HARWICH — The public safety facilities on Sisson Road may be the new location for the Barnstable County live burn training facility.
Selectmen on Monday night endorsed Fire Chief David LeBlanc collaborating with the county in establishing the training center at the rear of the fire department headquarters.
In a memorandum to selectmen, LeBlanc said the county’s center for public safety training is in a state of transition as it moves from the previous location off of Mary Dunn Road in Barnstable.
“Their long-term goal is to establish a permanent home and support both police and fire training on Cape Cod,” a need that is critical for both services, he wrote. “With the loss of the Barnstable facility, Cape fire departments have lost the ability to do live fire training. There are facilities off Cape, but the logistics to these prevent their use on a consistent basis.”
LeBlanc said the county was able to secure a $700,000 grant for a fixed live burn building, but without a permanent home, the future of the grant is uncertain. Phil Burt, director of the Barnstable County Center for Public Safety Training, has been looking for a department willing to partner with the county and host the facility.
“After some preliminary discussion with Phil and the various town departments having jurisdiction over this type of project, my plan is to continue to work with the county on a plan to host this facility behind headquarters,” LeBlanc said.
In a presentation to selectmen Monday night, LeBlanc described the type of facility the county would like to purchase and defined where it could go on the 3.63-acre site that includes both police and fire department facilities. There is adequate space for the burn building at the location, he added.
The fire department's training tower is currently located behind the public safety complex. The area is already used for some of the purposes the new facility would provide, LeBlanc said. The building would be a 24-foot-by-48-foot, three story structure.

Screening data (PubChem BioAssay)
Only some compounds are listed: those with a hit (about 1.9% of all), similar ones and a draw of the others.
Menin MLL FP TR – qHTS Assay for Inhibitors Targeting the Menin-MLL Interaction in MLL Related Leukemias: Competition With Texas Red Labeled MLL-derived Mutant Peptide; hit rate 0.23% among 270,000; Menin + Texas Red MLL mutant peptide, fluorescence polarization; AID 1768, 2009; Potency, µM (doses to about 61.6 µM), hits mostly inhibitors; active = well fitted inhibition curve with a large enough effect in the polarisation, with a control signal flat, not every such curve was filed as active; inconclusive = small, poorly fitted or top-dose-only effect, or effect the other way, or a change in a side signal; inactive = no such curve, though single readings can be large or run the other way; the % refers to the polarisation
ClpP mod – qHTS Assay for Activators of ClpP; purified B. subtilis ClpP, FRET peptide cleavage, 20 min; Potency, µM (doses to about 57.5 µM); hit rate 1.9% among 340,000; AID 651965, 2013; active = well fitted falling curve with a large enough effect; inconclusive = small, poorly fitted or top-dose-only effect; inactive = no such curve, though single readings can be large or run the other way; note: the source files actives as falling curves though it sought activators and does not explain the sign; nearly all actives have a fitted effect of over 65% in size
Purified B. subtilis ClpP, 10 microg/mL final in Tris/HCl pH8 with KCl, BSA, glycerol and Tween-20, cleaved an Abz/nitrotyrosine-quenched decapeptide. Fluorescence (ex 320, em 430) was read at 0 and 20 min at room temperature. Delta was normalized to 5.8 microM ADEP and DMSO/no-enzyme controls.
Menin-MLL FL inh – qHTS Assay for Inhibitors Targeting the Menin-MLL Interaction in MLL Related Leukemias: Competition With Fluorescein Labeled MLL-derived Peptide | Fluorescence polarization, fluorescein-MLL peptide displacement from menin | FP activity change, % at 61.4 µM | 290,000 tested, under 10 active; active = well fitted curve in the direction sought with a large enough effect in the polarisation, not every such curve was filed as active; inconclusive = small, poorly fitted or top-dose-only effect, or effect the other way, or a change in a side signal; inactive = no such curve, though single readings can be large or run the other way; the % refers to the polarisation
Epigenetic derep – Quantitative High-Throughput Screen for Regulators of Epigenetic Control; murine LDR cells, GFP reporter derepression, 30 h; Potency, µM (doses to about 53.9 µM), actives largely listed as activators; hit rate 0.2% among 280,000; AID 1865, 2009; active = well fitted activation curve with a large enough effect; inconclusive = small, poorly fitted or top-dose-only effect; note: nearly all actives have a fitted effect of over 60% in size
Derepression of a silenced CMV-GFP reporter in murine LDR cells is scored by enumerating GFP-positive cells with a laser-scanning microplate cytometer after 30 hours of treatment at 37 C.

The burn building would have internal movable walls to create different types of room configurations and fire conditions. The second and third stories are smaller and allow additional training experiences, such a rapelling down the outside from the third story.
The facility uses propane gas and theater- or concert-grade smoke, which is not toxic and does not carry beyond the building. There will be no chemical use and the only runoff from the building will be water, LeBlanc said.
Other Cape departments would have access and train at the facility, and county training programs would take place there as well. Harwich fire personnel would be able to use it at any time.
“I cannot emphasize how important this is to our fire department,” LeBlanc said. “As a department, we have gotten younger as the more senior members retire and a tremendous amount of experience has been lost. This is a fantastic opportunity to train all of our members, especially those newer to the service. Having the facility located here reduces overtime required for training and also allows for the shifts to train while on duty.”
The county fire training academy that operated in Barnstable was shuttered earlier this year after fluorinated chemicals found in firefighting foam were detected in the area's public water supply. The academy has been looking for a new home and has been considering a site at Joint Base Cape Cod. Concerns have been raised, however, about the distance Lower and Outer Cape fire department members would have to travel to attend the academy there. The closest other live burn facility is located in Carver, but LeBlanc said other departments are not allowed to conduct live burn training there.
While the county has been considering establishment of a Cape Cod Center for Pubic Safety Training, locating the live burn facility is time sensitive. LeBlanc said the $700,000 grant to construct the facility is in jeopardy if a location can't be found. There was support for having the facility in Harwich among staff in town departments, he said.
“There will be a zero impact on this community,” LeBlanc said.
“I think it’s a great idea,” Selectman Michael MacAskill said. The board approved his motion to have LeBlanc collaborate with the county on establishing the training center, a good testament to how the board feels about the firefighters on the Cape, MacAskill said.
The next step, LeBlanc said, is to get town counsel and the county’s legal counsel together to draw up an inter municipal agreement.